• Groke's colleague, Patrick Saunders, writes that in the wake of last night's meltdown against the White Sox, the Rockies simply cannot afford to keep Wilton Lopez at the Major League level. Lopez, who struggled after coming over from the Astros before the 2013 season, was tagged for six runs on the strength of three homers while recording just two outs. Saunders writes that "it makes no sense to keep [Franklin Morales] in the rotation," suggesting that he should be jettisoned to the pen in favor of Lyles. Saunders also wonders how long the Rockies will wait to promote top prospect Eddie Butler, noting that the right-hander's hot start may tempt the Rox, but it likely won't happen until June.
  • Diamondbacks general manager Kevin Towers said on the Doug and Wolf radio show in Arizona that while his team is not panicking over his its slow start yet, he is not afraid to make changes should the club fail to improve (Twitter link via MLB.com's Jesse Sanchez)
  • Brandon Hicks has gone from non-roster invitee to manager Bruce Bochy's preferred option at second base while Marco Scutaro is on the shelf, writes MLB.com's Chris Haft. Bochy says Joaquin Arias will still see some time at the position, but he's sticking with Hicks' bat, feeling him to be a comparable defender to Arias.
  • Chase Headley expressed to MLB.com's Anthony Castrovince some skepticism about the "contract year" narrative in which players are able to elevate their game aprior to free agency. Headley adds that he considers every season a "contract year" in today's game, noting that unless a player has already signed an extension, he is "playing for [his] life every year." Castrovince examines the likelihood of a Headley trade this season with the Padres already reeling from another set of injuries to Cameron Maybin, Carlos Quentin and Josh Johnson.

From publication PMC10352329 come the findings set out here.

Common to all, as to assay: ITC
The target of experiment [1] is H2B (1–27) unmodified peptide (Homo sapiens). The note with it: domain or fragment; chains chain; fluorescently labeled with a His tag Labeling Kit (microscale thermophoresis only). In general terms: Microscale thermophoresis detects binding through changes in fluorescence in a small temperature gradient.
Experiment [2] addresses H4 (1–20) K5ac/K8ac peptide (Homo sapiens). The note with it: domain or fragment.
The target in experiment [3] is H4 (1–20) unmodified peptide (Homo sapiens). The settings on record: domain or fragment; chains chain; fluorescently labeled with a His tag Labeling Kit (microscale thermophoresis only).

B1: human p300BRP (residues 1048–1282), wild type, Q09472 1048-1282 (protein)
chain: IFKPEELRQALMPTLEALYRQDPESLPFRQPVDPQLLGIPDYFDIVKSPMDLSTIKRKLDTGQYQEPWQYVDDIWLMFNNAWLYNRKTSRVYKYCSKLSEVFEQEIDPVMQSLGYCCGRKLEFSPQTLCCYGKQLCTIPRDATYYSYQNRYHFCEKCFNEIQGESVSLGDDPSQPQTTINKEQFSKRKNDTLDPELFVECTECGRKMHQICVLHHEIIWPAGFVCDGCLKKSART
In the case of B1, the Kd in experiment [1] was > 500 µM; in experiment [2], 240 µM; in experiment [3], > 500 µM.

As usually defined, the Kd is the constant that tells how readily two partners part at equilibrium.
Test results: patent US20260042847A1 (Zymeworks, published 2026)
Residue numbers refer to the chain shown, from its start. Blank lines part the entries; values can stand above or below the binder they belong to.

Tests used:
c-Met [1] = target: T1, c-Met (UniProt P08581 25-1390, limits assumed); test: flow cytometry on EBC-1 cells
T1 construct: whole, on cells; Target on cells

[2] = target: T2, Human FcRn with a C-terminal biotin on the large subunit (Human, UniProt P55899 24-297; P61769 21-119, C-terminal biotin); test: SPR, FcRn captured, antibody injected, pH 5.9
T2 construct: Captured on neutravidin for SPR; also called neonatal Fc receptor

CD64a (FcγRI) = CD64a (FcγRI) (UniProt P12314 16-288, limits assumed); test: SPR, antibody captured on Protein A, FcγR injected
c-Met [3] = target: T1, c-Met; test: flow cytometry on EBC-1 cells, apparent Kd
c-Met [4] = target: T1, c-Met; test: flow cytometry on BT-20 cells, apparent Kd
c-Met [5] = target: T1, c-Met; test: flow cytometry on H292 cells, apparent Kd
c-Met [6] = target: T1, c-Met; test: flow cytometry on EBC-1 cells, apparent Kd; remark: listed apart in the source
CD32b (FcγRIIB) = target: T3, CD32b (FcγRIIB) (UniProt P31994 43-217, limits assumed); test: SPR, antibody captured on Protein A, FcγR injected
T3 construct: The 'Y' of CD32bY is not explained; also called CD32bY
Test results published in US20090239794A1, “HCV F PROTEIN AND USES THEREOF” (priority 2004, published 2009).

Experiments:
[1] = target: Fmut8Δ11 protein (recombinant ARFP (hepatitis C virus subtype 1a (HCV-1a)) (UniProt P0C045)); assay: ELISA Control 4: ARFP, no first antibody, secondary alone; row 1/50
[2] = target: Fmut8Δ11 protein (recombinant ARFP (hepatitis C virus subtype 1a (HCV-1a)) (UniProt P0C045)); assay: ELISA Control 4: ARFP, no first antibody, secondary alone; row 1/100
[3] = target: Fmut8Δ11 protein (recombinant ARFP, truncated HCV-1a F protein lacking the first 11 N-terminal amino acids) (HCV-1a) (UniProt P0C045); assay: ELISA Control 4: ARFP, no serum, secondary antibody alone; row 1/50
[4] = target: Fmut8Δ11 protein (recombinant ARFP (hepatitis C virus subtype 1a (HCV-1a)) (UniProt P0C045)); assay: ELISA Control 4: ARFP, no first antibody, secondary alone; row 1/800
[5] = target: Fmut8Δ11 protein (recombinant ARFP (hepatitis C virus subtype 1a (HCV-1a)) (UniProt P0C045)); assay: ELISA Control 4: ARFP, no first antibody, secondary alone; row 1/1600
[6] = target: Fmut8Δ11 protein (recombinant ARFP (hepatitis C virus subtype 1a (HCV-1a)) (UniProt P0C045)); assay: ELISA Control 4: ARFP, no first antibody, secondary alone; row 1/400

Diamondbacks Nearing Deal With Randy Wolf

The Diamondbacks are closing in on a minor league deal with veteran lefty Randy Wolf, reports Nick Piecoro of the Arizona Republic (on Twitter). Wolf is a client of the Wasserman Media Group.

The veteran Wolf hasn't pitched in the Major Leagues since 2012 due to Tommy John surgery. He signed a minor league deal with the Mariners this offseason and had been informed that he made the club as the team's fifth starter. However Wolf requested his release when the Mariners asked him to sign a 45-day advance-consent release clause that would allow the team to release him and pay him just a pro-rated portion of his guaranteed salary for any reason other than an injury.

General manager Kevin Towers recently told reporters that he expected to add a veteran starter on a minor league deal in the coming days, and Wolf certainly fits that bill. The 14-year veteran owns a career 4.20 ERA with 7.0 K/9, 3.2 BB/9 and a 39 percent ground-ball rate with the Phillies, Brewers, Padres, Dodgers, Orioles and Astros. The final season of the three-year, $28.5MM contract he signed with the Brewers didn't turn out well, as he wound up posting a 5.65 ERA in 157 2/3 innings between Milwaukee and Baltimore that year before being diagnosed with a torn UCL. However, in the year prior, Wolf posted a strong 3.69 ERA in 212 1/3 innings for the Brew Crew -- his fourth straight season of 190 or more innings.

Wolf will provide rotation depth for a team that has seen its starting pitchers post a combined 6.57 ERA to this point in the young season -- the second-worst mark in all of Major League Baseball.

This post was originally published on April 11.









Lijit Search




Enter your email address:

Delivered by FeedBurner







NAVIGATION

Site Map
Archives
Feeds by Team

MLBTR INFO

Advertise
About
Commenting Policy
Privacy Policy

CONNECT

Contact Us
Widget
Twitter
Facebook
Rss Feed


MLB Trade Rumors is a partner of FanVsFan. MLB Trade Rumors is not affiliated with Major League Baseball, MLB or MLB.com.